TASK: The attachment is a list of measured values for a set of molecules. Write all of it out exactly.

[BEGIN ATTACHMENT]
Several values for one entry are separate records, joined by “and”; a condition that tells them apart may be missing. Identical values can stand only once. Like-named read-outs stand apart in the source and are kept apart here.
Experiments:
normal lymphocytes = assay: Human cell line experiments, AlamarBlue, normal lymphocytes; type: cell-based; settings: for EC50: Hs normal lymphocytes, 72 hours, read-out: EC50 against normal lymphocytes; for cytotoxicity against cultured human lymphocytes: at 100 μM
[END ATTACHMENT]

Several values for one entry are separate records, joined by “and”; a condition that tells them apart may be missing. Identical values can stand only once. Like-named read-outs stand apart in the source and are kept apart here.
Experiments:
normal lymphocytes = assay: Human cell line experiments, AlamarBlue, normal lymphocytes; type: cell-based; settings: for EC50: Hs normal lymphocytes, 72 hours, read-out: EC50 against normal lymphocytes; for cytotoxicity against cultured human lymphocytes: at 100 μM